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Turning the lens

December 1, 2016

Realising Ambition is our UK-wide £25m programme supporting organisations that help young people to fulfil their potential and avoid pathways into offending. As part of the key learning
emerging from the work so far we asked Realising Ambition’s Programme Manager, Shaun Whelan of Catch22 to tell us more:

A key aim of Realising Ambition is to learn about what it takes to replicate effective services, improve the evidence base of what works for whom and why in avoiding pathways into offending and to help others ask the right questions about evidence, practice and impact.

In our fifth Programmementoring Insight, Turning the Lens, we argue that focus on organisational readiness to replicate cannot be ignored.  It is a key feature of effective replication and should be held in equal importance to the service itself.  After all, you can have the best intervention in the world but if the organisation is not able to deliver it then the intended outcomes won’t be achieved.  It would be like trying to drive a formula one car through Glasgow’s rush hour.  It might draw you some admiring glances but it wouldn’t get you very far.  So Turning the Lens outlines the characteristics an organisation needs to replicate a service effectively.  It considers how organisational ability can be assessed and how improvements can be identified, irrespective of the replication model being used.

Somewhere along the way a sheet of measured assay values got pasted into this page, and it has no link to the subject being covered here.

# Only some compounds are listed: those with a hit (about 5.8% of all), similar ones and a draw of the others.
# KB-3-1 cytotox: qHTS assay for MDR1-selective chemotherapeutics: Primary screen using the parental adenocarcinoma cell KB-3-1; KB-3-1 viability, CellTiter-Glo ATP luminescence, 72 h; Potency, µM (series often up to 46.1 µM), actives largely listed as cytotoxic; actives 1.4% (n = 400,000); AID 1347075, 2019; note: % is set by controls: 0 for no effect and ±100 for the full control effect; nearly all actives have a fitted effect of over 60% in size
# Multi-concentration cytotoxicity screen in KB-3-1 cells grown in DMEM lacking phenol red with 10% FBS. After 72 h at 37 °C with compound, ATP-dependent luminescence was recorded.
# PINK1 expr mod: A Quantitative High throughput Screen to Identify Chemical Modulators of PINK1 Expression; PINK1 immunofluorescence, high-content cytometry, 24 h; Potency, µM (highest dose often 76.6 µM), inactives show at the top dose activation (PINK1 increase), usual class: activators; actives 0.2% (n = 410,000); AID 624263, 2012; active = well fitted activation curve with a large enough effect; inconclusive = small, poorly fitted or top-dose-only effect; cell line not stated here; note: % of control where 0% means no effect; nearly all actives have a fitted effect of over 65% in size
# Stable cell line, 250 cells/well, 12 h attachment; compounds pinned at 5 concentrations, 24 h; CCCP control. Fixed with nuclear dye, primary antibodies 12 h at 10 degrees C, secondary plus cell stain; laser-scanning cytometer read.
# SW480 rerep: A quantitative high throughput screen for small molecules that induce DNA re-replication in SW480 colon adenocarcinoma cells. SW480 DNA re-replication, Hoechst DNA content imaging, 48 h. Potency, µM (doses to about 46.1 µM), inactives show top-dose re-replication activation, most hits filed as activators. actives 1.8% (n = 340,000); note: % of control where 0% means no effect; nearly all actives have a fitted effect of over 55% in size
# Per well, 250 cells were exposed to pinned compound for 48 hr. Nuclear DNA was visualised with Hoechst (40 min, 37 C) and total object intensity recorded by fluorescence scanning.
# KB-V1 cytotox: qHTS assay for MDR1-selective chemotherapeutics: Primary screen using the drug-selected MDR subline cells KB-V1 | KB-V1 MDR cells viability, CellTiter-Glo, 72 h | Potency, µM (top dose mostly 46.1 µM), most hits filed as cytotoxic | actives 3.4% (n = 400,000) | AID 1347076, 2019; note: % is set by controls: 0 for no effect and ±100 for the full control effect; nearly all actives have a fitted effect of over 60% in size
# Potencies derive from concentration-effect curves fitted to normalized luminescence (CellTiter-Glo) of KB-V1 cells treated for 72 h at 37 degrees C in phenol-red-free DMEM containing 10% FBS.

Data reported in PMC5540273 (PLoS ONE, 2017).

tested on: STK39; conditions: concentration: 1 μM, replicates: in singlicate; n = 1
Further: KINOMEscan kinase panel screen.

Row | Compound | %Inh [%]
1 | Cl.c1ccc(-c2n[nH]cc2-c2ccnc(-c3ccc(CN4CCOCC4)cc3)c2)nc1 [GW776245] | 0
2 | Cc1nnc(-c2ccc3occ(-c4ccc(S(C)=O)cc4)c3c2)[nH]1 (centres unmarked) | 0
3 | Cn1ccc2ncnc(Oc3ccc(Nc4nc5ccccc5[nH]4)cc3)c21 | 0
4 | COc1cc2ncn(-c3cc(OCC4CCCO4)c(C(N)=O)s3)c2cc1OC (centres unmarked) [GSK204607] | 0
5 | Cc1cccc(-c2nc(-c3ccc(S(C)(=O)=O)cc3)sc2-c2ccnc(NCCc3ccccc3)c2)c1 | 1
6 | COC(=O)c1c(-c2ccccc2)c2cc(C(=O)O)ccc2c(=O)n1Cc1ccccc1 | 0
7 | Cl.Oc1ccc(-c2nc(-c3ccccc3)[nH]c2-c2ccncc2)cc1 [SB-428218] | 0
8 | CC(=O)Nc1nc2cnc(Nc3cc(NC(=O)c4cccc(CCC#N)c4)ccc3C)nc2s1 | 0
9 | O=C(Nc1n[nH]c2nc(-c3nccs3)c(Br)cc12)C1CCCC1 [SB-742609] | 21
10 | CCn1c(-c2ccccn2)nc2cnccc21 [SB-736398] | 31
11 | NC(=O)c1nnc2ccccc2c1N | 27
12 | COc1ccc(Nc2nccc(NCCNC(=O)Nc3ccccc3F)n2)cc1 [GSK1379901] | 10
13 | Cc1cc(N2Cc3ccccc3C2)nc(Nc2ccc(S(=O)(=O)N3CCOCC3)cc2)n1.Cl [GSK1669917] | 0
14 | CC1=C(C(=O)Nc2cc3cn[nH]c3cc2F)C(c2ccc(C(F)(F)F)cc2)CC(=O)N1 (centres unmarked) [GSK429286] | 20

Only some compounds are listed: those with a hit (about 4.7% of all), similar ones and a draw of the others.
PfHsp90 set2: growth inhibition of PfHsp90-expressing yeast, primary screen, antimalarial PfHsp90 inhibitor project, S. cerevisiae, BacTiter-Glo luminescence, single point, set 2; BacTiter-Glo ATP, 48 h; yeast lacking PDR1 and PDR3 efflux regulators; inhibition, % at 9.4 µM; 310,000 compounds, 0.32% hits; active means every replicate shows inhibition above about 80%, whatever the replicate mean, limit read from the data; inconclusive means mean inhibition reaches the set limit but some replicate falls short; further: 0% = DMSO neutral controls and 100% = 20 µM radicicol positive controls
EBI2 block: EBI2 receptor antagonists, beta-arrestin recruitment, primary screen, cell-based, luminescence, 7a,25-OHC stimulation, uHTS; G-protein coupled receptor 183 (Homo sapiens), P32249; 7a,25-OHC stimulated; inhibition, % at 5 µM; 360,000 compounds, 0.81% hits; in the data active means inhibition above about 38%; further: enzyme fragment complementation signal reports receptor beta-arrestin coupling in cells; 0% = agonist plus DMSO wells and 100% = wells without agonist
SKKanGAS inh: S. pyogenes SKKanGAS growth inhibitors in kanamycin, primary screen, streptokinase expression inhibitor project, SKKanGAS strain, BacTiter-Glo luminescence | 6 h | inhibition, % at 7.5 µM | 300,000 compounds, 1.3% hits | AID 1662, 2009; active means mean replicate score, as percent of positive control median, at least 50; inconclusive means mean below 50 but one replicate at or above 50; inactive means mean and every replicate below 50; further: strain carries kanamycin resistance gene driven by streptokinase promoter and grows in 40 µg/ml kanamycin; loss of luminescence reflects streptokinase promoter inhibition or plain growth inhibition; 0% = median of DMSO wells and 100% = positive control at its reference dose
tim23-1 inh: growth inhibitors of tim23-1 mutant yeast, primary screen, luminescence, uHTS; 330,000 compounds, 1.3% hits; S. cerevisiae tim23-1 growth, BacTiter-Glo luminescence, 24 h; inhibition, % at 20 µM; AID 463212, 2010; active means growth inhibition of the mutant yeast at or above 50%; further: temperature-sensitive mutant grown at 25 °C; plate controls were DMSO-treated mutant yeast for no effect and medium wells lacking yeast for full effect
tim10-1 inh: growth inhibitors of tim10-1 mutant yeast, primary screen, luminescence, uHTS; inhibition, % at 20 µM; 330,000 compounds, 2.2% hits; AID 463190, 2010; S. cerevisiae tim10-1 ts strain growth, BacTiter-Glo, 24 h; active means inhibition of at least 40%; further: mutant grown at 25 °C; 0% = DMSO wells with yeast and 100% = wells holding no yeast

Scotland gives us rich mix of organisations contributing to Realising Ambition’s narrative, all with a different focus and emphasis.  Ranging from the large (YMCA Scotland) to the very large (Action for Children and Barnardo’s) to the small, compact, yet beautifully formed (Children’s Parliament and the Anne Frank Trust).

And the experience of Scottish partners has told us that replicating services successfully requires the right people working within an organisational framework that actively supports and enables them to adapt and improve services.  Organisations do this by making sure staff are given time and encouragement to reflect and improve on their practice.  Valuable improvements come when organisations actively build relationships with their service users, partners and stakeholders so that they understand the context for their service replication. Delivery organisations can also identify areas for improvement by gathering evidence – we believe that evidence does more than just prove that an organisation or a service works. Strong leadership within organisations enables them to maintain the core elements of the service whilst making the necessary, localised adaptations. And, lastly, strong governance structures that take into account how tough replication can be support leaders to carry out the improvements to their services.

 

 

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